I think I've finally sorted the starting problems. There have been a number of things along the way that needed attention like the batteries and starter, but there have also been some red herrings. Over the last few days, I've worked on and tested a number of components. I even swapped to points ignition and a directly wired 12 volt coil, then using the points with the original 24 volt coil and finally back to the 24 volt electronic ignition!

Every time I've pulled the plugs to check the spark, I was getting a good spark and when the engine was running, it ran perfectly. I suspected a possible intermittent fault in the ignition switch or wiring to the coil. It would seem that it was all down to oxidised spade connectors on the ballast resistor before the coil. They were given a good clean and a light tack solder joint and now a number of starts across the day have been almost instant on the button.

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I'll try another cold start tomorrow and hopefully all will be well. The batteries are charging at a nice safe 27.7 volts at cruising RPM and the engine idling smoothly at 1200 rpm.

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After I'd finished tinkering with the ignition system, I fitted a four point seat harness in the back of Jessie, like I did with the Ford. Daughter and I are planning some camping trips with just the two of us this year, and only Jessie and the Dodge are wired to tow the trailer. After that was done, I took the Jeep and trailer for a short drive around the block to get some photos of the Jeep and trailer both with their new RAF colours.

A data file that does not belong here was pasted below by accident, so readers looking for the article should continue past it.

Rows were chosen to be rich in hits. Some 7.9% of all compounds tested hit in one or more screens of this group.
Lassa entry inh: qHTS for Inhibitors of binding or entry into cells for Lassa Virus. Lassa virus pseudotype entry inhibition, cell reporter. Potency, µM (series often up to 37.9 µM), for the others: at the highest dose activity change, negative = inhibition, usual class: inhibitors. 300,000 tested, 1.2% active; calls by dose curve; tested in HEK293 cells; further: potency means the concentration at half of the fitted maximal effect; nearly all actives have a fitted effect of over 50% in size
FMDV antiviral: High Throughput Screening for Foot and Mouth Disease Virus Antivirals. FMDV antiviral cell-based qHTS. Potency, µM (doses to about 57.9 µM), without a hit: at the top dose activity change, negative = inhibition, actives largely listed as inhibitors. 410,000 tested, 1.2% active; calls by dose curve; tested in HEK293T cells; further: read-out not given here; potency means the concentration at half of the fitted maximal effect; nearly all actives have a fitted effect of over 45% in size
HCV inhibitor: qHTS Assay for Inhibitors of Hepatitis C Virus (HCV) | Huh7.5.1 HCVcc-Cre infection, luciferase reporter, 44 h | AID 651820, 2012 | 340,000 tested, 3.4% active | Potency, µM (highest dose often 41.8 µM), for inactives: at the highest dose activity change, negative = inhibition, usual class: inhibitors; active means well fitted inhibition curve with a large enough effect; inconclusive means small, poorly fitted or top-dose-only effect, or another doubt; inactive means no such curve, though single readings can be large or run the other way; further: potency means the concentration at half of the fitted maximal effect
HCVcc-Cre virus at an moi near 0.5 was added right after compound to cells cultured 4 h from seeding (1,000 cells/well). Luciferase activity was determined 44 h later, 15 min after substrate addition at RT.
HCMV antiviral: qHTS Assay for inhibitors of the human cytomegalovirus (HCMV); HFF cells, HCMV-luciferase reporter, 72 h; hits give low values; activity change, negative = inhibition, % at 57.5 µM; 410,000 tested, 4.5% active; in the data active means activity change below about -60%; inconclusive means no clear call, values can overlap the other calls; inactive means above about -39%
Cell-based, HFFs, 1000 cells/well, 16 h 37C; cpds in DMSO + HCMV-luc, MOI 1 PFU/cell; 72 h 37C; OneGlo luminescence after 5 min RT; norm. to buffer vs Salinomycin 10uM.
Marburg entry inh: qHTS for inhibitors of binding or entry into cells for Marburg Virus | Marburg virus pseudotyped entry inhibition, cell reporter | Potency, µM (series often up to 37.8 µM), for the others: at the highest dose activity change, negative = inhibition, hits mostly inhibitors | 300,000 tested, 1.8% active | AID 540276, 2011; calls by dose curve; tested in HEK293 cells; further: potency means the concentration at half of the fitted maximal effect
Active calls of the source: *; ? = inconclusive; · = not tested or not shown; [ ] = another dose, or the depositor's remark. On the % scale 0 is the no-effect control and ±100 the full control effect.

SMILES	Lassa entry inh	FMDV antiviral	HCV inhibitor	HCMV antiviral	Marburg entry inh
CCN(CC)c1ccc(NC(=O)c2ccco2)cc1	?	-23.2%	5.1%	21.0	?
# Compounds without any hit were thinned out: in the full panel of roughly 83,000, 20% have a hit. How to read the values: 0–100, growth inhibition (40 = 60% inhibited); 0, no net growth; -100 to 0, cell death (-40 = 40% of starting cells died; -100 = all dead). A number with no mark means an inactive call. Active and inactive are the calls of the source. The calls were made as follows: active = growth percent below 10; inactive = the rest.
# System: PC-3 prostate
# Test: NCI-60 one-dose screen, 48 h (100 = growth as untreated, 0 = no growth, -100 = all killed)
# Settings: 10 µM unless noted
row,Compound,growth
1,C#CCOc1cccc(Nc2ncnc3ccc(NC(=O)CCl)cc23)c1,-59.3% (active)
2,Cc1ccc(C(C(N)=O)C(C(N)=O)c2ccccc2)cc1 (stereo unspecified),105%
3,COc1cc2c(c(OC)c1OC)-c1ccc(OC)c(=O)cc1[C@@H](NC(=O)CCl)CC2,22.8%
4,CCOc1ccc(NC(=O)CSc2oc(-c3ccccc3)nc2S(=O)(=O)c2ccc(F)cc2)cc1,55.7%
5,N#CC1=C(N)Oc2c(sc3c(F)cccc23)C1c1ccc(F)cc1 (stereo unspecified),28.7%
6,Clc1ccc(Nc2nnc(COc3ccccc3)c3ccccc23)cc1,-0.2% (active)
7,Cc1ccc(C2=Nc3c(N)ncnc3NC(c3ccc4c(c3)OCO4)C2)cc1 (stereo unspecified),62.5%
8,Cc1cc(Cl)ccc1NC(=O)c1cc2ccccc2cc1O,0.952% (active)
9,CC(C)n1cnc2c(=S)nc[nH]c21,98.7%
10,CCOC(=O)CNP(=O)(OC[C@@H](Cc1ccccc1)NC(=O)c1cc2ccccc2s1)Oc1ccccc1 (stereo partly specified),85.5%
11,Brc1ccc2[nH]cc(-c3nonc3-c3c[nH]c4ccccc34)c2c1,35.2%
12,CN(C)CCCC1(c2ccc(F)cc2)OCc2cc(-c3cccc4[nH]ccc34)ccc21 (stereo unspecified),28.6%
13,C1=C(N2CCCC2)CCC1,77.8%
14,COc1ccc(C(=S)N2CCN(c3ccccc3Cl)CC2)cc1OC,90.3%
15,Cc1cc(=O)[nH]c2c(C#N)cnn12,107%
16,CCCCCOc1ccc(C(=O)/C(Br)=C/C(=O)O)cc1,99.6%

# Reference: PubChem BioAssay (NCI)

Only three weeks to go until the first event.

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March 26th - Ignition Problems - Finally A Cause?
 
Over the last few days, I've continued to test start the Jeep. Some days it started first go on the button, other times it turned over but just wouldn't fire.

There was obviously an intermittent fault somewhere in the ignition system, but there weren't many places left to look. I had a gut feeling and checked the ballast resistor with my multi-meter. No problems when previously checked, but this time it varied from resistance to open circuit.

I did a brief test by using a jumper wire to bypass the resistor and the Jeep burst straight into life. Switched straight off, I then unbolted the resistor from the firewall to take a closer look.